The euro had its biggest monthly gain since April as higher-than-projected inflation spurred speculation the European Central Bank will refrain from additional monetary stimulus at a meeting next week.
The dollar had its worst month since September even after Federal Reserve Chair Janet Yellen reiterated in Senate testimony that the central bank is likely to maintain its strategy of gradually trimming bond purchases. China’s yuan decreased versus all except two of its emerging-market peers in February as the People’s Bank of China considers doubling the size of the currency’s trading band versus the dollar. The ECB meets March 6 in Frankfurt.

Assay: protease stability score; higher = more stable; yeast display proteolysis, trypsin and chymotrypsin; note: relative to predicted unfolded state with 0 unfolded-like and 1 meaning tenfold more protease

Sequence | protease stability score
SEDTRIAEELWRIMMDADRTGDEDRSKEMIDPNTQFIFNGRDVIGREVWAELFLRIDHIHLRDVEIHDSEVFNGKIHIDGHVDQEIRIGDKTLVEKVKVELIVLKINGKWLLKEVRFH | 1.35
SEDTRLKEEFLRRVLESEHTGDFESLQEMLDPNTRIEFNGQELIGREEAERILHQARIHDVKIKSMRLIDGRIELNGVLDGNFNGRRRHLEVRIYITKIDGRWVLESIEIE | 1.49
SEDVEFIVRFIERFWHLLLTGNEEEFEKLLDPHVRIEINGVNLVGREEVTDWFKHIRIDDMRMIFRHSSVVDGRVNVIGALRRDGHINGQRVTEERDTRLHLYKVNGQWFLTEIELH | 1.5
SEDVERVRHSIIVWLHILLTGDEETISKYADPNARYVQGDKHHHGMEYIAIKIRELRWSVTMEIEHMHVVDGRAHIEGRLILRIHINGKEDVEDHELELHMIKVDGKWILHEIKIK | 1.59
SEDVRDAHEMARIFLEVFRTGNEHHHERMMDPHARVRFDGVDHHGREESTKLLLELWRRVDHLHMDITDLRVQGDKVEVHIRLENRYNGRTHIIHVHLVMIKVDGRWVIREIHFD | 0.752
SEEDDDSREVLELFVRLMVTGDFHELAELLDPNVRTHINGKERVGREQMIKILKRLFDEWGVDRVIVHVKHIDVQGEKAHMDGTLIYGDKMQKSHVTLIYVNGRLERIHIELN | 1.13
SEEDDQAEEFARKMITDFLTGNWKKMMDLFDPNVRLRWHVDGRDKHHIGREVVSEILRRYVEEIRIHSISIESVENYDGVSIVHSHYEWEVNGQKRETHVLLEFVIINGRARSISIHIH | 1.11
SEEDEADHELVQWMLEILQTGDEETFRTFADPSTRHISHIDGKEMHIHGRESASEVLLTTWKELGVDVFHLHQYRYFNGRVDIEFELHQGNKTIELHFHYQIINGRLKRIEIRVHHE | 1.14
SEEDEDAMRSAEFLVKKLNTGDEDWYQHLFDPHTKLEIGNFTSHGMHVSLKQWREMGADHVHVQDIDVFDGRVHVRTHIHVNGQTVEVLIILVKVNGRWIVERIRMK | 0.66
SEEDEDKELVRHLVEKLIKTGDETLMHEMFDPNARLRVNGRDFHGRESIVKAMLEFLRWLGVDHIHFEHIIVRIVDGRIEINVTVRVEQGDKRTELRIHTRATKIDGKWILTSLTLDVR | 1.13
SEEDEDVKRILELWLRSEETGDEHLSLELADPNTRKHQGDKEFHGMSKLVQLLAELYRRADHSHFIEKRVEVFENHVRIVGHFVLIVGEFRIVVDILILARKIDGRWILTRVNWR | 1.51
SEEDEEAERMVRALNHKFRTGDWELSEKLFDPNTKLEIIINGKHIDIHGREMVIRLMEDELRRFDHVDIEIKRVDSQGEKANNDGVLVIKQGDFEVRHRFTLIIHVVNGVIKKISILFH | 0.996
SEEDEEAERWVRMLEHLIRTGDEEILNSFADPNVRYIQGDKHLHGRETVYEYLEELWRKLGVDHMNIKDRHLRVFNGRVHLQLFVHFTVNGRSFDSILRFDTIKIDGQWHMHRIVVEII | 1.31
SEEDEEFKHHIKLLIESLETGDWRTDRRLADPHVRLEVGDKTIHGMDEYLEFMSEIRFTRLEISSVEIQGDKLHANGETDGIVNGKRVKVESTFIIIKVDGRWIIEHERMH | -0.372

“The inflation numbers were better than expected, and some of the expectations for a rate cut next week have been tempered,” Brian Daingerfield, a Stamford, Connecticut-based currency strategist at Royal Bank of Scotland Group Plc, said yesterday in a phone interview. “Going into this week, there was building anticipation for an ECB rate cut.”
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